Paul Gallico died 40 years ago on July 15th 1976

The American novelist Paul Gallico, son of the Italian concert pianist Paulo Gallico, died forty years ago on the 15th July. Gallico's career as a writer was famously launched by his interview with the boxer Jack Dempsey. Gallico challenged Dempsey to spar with him and this led to Gallico discovering what it felt like to be knocked out by a heavyweight champion. It wasn't until his late thirties that Paul Gallico abandoned sports writing for fiction. 

Gallico is probably most famous for  'The Poseidon Adventure", though this prompted little critical comment at the time. He is also renowned for his novella 'The Snow Goose'. This, like some of his other stories, was an expanded version of his work for magazines. 'The Snow Goose' is a story of Dunkirk but contains no details of assaults on beaches. It is, instead, a delicate and haunting story of the space and silence of the Essex marshes. Gallico also wrote non-fiction, including 'The Hurricane Story'. This is the biography of one of the greatest British fighter planes of World War II. It is the story of an aircraft that came to personify courage, toughness and audacity.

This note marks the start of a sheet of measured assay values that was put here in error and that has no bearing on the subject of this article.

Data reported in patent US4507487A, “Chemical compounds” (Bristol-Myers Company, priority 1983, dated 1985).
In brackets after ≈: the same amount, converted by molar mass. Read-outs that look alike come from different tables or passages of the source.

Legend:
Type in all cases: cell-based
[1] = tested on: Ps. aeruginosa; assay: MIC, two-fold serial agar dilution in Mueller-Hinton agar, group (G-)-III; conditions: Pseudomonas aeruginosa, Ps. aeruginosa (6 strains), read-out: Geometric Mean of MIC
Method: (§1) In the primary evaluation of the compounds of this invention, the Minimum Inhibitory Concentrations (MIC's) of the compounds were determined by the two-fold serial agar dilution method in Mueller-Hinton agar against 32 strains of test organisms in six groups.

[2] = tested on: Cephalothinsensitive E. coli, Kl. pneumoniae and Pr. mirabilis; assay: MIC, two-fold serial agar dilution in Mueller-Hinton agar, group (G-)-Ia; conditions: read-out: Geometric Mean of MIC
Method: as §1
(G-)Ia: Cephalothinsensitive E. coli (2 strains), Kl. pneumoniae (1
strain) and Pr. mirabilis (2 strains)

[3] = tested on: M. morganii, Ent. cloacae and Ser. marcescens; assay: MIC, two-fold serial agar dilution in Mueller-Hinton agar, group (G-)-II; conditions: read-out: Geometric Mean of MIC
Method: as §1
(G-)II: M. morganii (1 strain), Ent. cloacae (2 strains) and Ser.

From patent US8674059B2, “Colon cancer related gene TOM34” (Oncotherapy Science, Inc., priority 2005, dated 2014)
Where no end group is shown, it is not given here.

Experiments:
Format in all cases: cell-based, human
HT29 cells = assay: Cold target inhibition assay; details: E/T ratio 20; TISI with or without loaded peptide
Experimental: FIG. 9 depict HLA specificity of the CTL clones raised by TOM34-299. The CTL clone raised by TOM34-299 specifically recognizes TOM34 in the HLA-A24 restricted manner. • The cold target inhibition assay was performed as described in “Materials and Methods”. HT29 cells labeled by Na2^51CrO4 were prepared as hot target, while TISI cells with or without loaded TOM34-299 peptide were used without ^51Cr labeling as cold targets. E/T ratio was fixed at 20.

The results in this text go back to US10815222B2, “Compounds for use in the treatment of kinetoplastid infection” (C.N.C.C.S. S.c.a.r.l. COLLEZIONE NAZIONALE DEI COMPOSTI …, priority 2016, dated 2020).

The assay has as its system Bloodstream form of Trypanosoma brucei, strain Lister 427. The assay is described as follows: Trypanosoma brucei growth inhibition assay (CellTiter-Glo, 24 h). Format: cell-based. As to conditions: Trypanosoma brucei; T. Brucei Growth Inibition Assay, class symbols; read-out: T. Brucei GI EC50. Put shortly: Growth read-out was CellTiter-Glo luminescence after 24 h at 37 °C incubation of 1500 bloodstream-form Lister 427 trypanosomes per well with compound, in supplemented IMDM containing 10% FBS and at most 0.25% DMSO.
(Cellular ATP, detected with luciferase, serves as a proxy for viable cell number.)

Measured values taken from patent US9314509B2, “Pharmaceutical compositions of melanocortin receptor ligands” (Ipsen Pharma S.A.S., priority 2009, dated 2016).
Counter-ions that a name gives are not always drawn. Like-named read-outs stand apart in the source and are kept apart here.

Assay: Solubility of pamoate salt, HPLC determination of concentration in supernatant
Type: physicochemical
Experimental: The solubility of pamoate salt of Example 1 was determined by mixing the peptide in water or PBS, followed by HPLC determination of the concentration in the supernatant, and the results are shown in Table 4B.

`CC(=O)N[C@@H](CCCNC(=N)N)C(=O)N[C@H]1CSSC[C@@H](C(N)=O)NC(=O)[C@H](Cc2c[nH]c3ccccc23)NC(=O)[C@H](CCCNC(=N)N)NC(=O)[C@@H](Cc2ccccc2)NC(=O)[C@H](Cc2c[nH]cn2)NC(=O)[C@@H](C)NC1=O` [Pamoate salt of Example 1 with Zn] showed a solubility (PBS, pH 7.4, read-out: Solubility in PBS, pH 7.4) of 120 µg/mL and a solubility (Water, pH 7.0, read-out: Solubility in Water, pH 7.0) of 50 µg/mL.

Paul Gallico left the United States to live elsewhere and spent a period of time in the seaside town of Salcombe in Devon. He also lived in Antibes, in France, where he died. 

His output was large: 41 books, numerous short stories, 20 theatrical movies, 12 TV movies and many articles. We find that his books, when they do come into stock, tend to sell rather quickly, attesting to his enduring popularity. Currently we have a first edition of 'The Hurricane Story', 1959,  and a 1948 19th impression of 'The Snow Goose' in stock. See our website for full details.

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